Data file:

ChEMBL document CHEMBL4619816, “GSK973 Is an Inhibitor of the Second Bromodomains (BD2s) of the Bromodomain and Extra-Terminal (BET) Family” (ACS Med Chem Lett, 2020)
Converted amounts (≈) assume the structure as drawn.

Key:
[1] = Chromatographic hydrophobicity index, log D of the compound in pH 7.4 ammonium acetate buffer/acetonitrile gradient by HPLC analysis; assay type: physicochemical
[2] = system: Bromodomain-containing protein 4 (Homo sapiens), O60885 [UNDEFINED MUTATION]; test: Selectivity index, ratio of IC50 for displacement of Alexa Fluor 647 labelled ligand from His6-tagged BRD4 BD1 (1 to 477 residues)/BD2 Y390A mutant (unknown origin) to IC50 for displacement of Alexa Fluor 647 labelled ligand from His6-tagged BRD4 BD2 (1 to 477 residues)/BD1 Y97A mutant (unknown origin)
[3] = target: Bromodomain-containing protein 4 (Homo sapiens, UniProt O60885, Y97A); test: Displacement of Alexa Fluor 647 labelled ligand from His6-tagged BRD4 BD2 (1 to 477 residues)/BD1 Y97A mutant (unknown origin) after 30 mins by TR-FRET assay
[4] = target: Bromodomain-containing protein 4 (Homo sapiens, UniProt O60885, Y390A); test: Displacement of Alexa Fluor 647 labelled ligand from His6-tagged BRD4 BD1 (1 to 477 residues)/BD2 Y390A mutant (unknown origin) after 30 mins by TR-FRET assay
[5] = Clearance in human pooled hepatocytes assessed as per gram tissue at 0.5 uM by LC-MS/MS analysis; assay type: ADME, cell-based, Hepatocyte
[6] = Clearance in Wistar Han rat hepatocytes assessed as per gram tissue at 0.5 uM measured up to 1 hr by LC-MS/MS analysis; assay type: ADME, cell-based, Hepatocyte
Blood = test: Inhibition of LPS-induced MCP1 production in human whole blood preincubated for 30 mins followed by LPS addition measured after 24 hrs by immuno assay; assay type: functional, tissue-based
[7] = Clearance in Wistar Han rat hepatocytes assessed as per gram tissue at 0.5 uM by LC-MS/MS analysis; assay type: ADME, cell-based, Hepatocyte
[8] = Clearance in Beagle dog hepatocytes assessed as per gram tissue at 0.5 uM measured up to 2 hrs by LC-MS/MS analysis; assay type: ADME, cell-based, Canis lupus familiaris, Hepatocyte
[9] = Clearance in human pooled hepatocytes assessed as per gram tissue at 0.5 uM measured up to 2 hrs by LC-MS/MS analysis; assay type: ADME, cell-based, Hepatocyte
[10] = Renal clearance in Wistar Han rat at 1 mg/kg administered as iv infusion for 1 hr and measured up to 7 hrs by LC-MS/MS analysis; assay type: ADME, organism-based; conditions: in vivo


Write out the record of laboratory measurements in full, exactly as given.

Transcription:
ChEMBL document CHEMBL4619816, “GSK973 Is an Inhibitor of the Second Bromodomains (BD2s) of the Bromodomain and Extra-Terminal (BET) Family” (ACS Med Chem Lett, 2020)
Converted amounts (≈) assume the structure as drawn.

Key:
[1] = Chromatographic hydrophobicity index, log D of the compound in pH 7.4 ammonium acetate buffer/acetonitrile gradient by HPLC analysis; assay type: physicochemical
[2] = system: Bromodomain-containing protein 4 (Homo sapiens), O60885 [UNDEFINED MUTATION]; test: Selectivity index, ratio of IC50 for displacement of Alexa Fluor 647 labelled ligand from His6-tagged BRD4 BD1 (1 to 477 residues)/BD2 Y390A mutant (unknown origin) to IC50 for displacement of Alexa Fluor 647 labelled ligand from His6-tagged BRD4 BD2 (1 to 477 residues)/BD1 Y97A mutant (unknown origin)
[3] = target: Bromodomain-containing protein 4 (Homo sapiens, UniProt O60885, Y97A); test: Displacement of Alexa Fluor 647 labelled ligand from His6-tagged BRD4 BD2 (1 to 477 residues)/BD1 Y97A mutant (unknown origin) after 30 mins by TR-FRET assay
[4] = target: Bromodomain-containing protein 4 (Homo sapiens, UniProt O60885, Y390A); test: Displacement of Alexa Fluor 647 labelled ligand from His6-tagged BRD4 BD1 (1 to 477 residues)/BD2 Y390A mutant (unknown origin) after 30 mins by TR-FRET assay
[5] = Clearance in human pooled hepatocytes assessed as per gram tissue at 0.5 uM by LC-MS/MS analysis; assay type: ADME, cell-based, Hepatocyte
[6] = Clearance in Wistar Han rat hepatocytes assessed as per gram tissue at 0.5 uM measured up to 1 hr by LC-MS/MS analysis; assay type: ADME, cell-based, Hepatocyte
Blood = test: Inhibition of LPS-induced MCP1 production in human whole blood preincubated for 30 mins followed by LPS addition measured after 24 hrs by immuno assay; assay type: functional, tissue-based
[7] = Clearance in Wistar Han rat hepatocytes assessed as per gram tissue at 0.5 uM by LC-MS/MS analysis; assay type: ADME, cell-based, Hepatocyte
[8] = Clearance in Beagle dog hepatocytes assessed as per gram tissue at 0.5 uM measured up to 2 hrs by LC-MS/MS analysis; assay type: ADME, cell-based, Canis lupus familiaris, Hepatocyte
[9] = Clearance in human pooled hepatocytes assessed as per gram tissue at 0.5 uM measured up to 2 hrs by LC-MS/MS analysis; assay type: ADME, cell-based, Hepatocyte
[10] = Renal clearance in Wistar Han rat at 1 mg/kg administered as iv infusion for 1 hr and measured up to 7 hrs by LC-MS/MS analysis; assay type: ADME, organism-based; conditions: in vivo